Do soluble salts affect paint bonding fiberglass carbon fiber hulls?
The short answer to this question is yes.
The presence of soluble salts, particularly sulfates and chlorides, at the paint/hull interface can have detrimental effects on the integrity of the coating system. These salts promote destructive behaviors such as osmotic blistering.
Osmotic blistering, as its name suggests, is blistering by way of a process known as osmosis. Osmosis is the movement of a solvent through a semipermeable membrane from a less concentrated solution to a more concentrated one. The process continues until the concentrations of solute on each side of the membrane are equal.
Figure 1. Process of osmosis. (Source: By Rlawson at English Wikibooks, CC BY-SA 3.0)
To simplify, what this means is that water (the solvent) will continue to move through the paint layer (semipermeable membrane) until the concentration of dissolved salts (solute) at the paint/hull interface is equal to the concentration of dissolved salts on the painted surface.
To better understand this definition and how it affects paint bonding, let’s look at the stages of osmotic blistering below.
The paint (typically Gelcoat) acts as a semipermeable membrane. In other words, it allows only some components to pass through. In this case, the coating permits moisture, but not salts, to penetrate. The foundation for osmotic blistering is set when the coating is applied to a surface that is contaminated with soluble salts. (Related reading: Field Methods for Extraction and Analysis of Soluble Salts.)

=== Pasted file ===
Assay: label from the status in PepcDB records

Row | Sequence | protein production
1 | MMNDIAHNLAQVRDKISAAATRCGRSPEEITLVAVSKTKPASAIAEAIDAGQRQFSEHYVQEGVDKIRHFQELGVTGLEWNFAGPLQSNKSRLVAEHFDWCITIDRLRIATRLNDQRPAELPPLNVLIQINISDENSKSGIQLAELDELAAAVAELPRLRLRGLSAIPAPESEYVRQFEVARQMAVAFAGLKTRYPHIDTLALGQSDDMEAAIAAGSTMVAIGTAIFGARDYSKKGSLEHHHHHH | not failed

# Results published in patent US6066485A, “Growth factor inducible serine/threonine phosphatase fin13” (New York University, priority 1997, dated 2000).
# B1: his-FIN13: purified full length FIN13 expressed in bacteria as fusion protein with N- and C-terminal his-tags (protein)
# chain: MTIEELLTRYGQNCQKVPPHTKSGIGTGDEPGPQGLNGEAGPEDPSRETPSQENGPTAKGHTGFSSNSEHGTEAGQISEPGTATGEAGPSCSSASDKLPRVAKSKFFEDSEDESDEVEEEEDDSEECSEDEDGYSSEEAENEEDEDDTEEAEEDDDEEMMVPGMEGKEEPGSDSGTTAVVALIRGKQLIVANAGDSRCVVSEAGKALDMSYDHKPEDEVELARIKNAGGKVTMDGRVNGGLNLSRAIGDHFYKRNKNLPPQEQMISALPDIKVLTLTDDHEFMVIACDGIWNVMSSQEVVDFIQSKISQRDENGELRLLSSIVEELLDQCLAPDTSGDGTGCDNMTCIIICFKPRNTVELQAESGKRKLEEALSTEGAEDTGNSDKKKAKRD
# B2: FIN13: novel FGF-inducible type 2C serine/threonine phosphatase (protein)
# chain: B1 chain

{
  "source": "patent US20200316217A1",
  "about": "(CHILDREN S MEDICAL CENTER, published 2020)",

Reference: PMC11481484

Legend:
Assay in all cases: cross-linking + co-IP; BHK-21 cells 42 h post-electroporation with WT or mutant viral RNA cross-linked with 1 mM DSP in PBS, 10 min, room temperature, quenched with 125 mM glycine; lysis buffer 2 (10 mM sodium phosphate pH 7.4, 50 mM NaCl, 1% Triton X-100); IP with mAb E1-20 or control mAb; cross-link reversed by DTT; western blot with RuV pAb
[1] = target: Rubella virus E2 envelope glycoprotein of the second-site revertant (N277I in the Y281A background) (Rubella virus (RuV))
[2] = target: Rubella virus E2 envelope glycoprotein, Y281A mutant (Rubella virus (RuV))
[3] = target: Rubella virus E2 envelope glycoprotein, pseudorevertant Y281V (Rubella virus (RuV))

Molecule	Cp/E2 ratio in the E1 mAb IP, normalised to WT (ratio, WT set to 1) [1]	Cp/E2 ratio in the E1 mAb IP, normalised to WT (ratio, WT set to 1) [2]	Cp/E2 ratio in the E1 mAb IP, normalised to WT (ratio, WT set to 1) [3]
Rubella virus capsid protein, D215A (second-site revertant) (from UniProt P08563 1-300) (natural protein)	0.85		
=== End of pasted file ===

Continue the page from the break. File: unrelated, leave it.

When the fiberglass or carbon fiber hull sits in the water, the osmosis process begins. The water permeates through the semipermeable coating to mix with and dissolve the soluble salts at the paint/hull interface.
Because the concentration of dissolved salts at the paint/hull interface is higher than that at the paint surface, diffusion of water through the coating continues. This process persists until the soluble salt concentration on both sides of the membrane (paint surface) are equal.
The water gathered at the paint/hull interface eventually exerts an upward force on the coating that is greater than the adhesion and cohesion forces, causing blisters to form.
While osmotic blistering is difficult to control on fiberglass and carbon fiber hulls, there are several treatment methods available. For example, applying a thick epoxy coating to the hull can create an extra separation layer between the Gelcoat and the water. This added protection helps to delay the onset of osmotic blistering.
More Q&As from our experts
- How can I determine and measure steel's endurance limit?
- Does zinc rust?
- Are there some anti-corrosion applications in which airless spraying is a bad idea?
- Osmotic Blistering
- Reverse Osmosis Corrosion
- Carbon Fiber Reinforced Polymer
- Soluble Salts
Don't miss the latest corrosion content from Corrosionpedia!
Subscribe to our newsletter to get expert advice and top insights on corrosion science, mitigation and prevention. We create world-leading educational content about corrosion and how to preserve the integrity of the world’s infrastructure and assets.
- Microbial Corrosion (MIC) for Onshore Pipeline Assets
- Beyond the Surface: Diving Deep Into Steel Protection
- Over-Voltage Protection
- Using Flange Isolation Kits and Monolithic Isolation Joints
- How to Properly Spec a Monolithic Isolation Joint
- Improving Pipeline Emissions: The Role of Flange Isolation Kits
- Epoxy Coatings 101: What Kind to Use and When